Philly's 'Great Resignation': Nearly twice as many workers as usual left city jobs last year

PHILADELPHIA (KYW Newsradio) — Philadelphia city employees left government service in droves last year. An analysis by the city’s fiscal watchdog, the Pennsylvania Intergovernmental Cooperation Authority, finds that twice as many employees left city government last year as in the average pre-pandemic year.

To any Philadelphian who has watched their trash pile up on the curb or waited to get an answer from 911, it will come as little surprise to learn that 11% of city employees left their jobs last year. That’s far above the average of around 6%, said Harvey Rice, PICA executive director.

“Of those, the highest percentage was resignations. About 1,400 people just resigned,” Rice said. Another 1,000 workers retired, he added.

Rice blames the pandemic. He says the city is just another employer affected by what’s been nicknamed The Great Resignation — people changing jobs or becoming their own bosses after COVID-19 introduced a host of new stressors to working life and lockdown forced so many people to work from home.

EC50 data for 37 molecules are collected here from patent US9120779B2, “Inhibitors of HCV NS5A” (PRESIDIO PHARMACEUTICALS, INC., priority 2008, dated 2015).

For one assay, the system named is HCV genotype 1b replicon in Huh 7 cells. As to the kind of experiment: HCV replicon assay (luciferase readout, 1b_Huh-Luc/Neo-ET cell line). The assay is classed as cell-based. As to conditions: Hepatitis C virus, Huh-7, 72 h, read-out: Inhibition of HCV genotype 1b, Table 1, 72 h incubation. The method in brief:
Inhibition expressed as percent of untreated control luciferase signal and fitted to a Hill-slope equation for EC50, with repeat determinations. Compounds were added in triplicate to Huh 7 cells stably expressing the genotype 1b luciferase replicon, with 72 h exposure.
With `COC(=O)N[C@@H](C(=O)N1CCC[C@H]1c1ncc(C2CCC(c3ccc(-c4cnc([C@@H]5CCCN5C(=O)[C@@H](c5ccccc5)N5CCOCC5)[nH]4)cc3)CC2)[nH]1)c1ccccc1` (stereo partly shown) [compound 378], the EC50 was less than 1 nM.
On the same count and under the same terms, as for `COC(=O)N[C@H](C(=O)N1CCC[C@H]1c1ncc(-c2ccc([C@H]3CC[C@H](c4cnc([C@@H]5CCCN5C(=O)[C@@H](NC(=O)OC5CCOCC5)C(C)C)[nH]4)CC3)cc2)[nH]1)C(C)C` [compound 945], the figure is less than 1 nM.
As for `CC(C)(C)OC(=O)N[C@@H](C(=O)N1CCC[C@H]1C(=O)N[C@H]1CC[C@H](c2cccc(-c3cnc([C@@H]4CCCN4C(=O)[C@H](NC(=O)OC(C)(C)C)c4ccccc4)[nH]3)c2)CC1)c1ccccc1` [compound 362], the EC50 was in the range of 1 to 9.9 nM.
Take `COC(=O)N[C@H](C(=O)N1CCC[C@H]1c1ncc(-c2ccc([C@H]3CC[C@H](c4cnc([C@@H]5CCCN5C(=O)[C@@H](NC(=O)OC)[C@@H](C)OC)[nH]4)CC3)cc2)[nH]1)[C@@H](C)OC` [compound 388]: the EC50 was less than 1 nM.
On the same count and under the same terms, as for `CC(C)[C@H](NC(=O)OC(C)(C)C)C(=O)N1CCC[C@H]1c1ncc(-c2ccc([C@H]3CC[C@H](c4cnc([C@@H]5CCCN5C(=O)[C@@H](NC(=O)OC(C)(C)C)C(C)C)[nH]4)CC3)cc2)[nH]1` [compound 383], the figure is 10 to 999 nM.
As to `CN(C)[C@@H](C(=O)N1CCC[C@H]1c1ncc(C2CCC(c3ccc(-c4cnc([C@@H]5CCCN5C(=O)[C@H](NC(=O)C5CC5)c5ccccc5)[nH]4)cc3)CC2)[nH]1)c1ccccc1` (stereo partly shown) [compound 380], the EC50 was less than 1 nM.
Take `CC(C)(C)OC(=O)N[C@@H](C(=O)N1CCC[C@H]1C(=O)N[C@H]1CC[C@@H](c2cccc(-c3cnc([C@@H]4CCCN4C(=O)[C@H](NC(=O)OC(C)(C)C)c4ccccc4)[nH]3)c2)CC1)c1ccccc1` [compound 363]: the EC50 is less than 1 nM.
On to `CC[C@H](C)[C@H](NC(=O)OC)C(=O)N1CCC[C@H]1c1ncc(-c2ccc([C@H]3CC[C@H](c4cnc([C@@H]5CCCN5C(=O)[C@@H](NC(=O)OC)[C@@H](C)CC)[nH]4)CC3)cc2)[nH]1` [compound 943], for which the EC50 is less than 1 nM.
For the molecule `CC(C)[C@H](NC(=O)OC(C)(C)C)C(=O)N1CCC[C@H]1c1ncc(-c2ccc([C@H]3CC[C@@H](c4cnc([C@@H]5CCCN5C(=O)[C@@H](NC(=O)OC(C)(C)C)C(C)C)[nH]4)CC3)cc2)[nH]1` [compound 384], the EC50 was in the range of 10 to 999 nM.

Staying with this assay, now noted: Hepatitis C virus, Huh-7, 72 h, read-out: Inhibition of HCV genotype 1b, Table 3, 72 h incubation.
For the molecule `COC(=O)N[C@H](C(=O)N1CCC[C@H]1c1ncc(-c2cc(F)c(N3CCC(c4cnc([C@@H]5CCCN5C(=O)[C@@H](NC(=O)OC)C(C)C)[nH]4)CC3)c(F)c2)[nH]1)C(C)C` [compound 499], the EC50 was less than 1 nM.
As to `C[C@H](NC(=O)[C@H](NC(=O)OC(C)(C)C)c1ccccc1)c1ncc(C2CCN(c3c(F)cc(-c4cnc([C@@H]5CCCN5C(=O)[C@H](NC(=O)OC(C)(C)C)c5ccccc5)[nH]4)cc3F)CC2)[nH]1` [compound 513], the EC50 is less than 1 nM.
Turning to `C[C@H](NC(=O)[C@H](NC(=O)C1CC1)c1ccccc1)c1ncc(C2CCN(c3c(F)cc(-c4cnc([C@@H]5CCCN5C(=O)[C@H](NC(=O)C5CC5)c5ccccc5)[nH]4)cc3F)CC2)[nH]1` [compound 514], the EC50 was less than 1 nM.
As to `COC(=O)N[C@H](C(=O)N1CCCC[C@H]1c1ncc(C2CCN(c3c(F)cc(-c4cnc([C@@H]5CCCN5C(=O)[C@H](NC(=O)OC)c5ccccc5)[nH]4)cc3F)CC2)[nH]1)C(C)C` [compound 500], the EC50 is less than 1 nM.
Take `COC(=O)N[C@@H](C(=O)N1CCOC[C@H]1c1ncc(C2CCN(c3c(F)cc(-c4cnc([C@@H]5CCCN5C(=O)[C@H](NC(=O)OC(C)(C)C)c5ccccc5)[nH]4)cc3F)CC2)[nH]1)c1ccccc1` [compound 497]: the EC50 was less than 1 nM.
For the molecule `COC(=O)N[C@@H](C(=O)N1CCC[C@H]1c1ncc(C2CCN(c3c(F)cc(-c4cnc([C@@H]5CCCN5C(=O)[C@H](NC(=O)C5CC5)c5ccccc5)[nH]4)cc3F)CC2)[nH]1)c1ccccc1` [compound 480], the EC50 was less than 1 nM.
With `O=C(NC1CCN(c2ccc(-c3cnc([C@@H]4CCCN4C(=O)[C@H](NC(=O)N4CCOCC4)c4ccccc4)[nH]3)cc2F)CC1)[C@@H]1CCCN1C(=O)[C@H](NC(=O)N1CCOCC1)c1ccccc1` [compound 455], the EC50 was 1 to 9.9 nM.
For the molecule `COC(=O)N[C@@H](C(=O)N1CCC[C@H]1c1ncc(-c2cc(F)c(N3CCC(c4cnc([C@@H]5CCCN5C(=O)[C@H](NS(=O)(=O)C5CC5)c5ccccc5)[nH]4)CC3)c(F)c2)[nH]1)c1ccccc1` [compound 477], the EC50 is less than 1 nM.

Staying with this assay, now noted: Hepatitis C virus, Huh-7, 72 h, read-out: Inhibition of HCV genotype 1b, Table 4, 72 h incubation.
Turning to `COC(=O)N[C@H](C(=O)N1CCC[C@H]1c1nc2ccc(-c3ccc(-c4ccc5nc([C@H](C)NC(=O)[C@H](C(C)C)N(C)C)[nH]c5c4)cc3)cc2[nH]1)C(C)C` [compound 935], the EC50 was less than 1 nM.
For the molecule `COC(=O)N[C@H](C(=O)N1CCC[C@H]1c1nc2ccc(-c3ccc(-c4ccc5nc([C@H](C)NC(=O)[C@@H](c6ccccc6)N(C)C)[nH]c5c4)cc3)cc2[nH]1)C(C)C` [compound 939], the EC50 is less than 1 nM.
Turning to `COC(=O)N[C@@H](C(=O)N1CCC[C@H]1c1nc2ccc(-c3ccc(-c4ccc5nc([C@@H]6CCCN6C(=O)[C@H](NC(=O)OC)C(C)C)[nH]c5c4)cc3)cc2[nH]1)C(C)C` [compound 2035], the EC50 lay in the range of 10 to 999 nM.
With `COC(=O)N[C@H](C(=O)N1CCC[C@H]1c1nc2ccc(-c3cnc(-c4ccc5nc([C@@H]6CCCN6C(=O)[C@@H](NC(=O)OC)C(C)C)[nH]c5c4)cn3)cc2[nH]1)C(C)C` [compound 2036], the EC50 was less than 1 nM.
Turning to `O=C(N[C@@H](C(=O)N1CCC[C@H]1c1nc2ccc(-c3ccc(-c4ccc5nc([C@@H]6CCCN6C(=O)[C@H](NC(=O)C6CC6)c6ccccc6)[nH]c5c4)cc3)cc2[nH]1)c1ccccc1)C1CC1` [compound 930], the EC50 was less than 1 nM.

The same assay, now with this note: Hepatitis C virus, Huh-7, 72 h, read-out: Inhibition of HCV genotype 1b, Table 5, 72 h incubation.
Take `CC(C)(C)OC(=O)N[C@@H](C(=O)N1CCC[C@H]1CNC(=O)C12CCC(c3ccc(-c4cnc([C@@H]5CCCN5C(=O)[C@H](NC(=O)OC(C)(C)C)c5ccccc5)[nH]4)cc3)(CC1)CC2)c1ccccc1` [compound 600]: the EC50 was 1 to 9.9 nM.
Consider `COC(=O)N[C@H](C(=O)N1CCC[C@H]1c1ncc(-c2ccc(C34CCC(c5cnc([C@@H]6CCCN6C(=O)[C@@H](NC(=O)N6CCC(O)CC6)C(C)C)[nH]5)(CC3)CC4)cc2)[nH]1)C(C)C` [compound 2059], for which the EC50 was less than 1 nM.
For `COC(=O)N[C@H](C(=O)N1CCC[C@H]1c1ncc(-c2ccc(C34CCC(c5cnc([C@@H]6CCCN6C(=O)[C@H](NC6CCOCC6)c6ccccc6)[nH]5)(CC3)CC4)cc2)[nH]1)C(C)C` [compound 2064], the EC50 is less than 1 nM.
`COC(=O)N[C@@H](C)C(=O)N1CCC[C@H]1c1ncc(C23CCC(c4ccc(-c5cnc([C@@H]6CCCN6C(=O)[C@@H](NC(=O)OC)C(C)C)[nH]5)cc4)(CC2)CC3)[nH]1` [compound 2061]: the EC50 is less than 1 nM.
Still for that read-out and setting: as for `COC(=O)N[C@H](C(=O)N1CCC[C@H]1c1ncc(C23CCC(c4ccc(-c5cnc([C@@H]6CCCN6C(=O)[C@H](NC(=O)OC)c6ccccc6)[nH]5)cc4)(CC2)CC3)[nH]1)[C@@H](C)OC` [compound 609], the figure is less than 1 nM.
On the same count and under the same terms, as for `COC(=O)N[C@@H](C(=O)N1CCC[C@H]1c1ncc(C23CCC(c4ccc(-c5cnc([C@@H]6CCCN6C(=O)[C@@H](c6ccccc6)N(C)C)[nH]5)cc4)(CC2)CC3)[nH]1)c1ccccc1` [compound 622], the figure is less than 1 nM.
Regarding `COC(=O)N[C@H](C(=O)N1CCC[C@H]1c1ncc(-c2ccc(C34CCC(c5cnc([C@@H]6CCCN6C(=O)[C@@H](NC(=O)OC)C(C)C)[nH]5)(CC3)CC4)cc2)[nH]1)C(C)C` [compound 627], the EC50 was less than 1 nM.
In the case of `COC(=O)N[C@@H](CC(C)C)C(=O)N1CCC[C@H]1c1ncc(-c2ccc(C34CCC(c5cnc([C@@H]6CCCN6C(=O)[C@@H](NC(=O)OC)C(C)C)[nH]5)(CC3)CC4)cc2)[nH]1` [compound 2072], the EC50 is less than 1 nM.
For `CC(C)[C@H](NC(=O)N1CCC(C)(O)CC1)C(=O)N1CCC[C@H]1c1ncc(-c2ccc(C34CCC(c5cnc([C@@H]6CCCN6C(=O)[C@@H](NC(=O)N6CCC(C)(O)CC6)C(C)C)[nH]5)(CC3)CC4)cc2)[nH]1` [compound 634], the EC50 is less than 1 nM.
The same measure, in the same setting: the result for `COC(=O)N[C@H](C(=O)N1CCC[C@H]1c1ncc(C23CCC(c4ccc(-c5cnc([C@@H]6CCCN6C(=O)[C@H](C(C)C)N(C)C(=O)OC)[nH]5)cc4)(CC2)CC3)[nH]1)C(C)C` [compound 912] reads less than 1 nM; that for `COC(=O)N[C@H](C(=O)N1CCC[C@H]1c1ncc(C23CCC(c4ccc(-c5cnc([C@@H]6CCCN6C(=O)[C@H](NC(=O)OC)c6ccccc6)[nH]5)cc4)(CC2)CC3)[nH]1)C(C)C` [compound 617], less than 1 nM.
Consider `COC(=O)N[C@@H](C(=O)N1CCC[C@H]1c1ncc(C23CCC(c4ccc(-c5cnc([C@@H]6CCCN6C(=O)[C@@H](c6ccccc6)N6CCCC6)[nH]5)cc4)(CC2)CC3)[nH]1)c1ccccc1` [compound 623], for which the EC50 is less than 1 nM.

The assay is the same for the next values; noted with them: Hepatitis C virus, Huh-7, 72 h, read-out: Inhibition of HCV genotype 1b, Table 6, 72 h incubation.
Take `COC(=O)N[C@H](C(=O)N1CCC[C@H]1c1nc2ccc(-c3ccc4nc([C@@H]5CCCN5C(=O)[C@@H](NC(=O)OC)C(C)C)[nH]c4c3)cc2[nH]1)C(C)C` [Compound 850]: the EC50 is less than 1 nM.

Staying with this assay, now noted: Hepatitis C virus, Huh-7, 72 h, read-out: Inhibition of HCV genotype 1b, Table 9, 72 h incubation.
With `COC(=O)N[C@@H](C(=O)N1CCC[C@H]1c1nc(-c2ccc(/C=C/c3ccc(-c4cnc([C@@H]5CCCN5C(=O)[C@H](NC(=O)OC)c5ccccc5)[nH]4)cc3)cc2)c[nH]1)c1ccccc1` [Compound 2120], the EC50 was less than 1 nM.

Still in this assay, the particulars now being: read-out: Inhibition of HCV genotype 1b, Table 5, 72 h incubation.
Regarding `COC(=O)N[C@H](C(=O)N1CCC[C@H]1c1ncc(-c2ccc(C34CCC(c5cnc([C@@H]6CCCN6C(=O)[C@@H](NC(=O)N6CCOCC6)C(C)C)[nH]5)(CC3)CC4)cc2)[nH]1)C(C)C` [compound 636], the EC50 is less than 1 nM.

The city has felt the impact, as have residents. Front line service departments, including the police and the Department of Streets, have been understaffed. City spokesman Kevin Lessard said in an email, “We understand we are in competition for talent, like many firms, and we are reviewing our policies and practices to ensure we are doing all we can to attract and retain staff as we traverse this new normal.”

But Rice says, for departments that have been getting by with fewer employees, it could be an opportunity to rethink staffing levels.

“Can we do things differently and do things more efficiently and effectively?” he said.

However, he says, some departments simply cannot operate at current levels. He singled out prisons as an example of a city department where short-staffing is not only exhausting but may also imperil remaining employees.

“You can’t keep putting pressure on those existing workers, where they’re working a lot of overtime, which then makes it a precarious situation,” he said.

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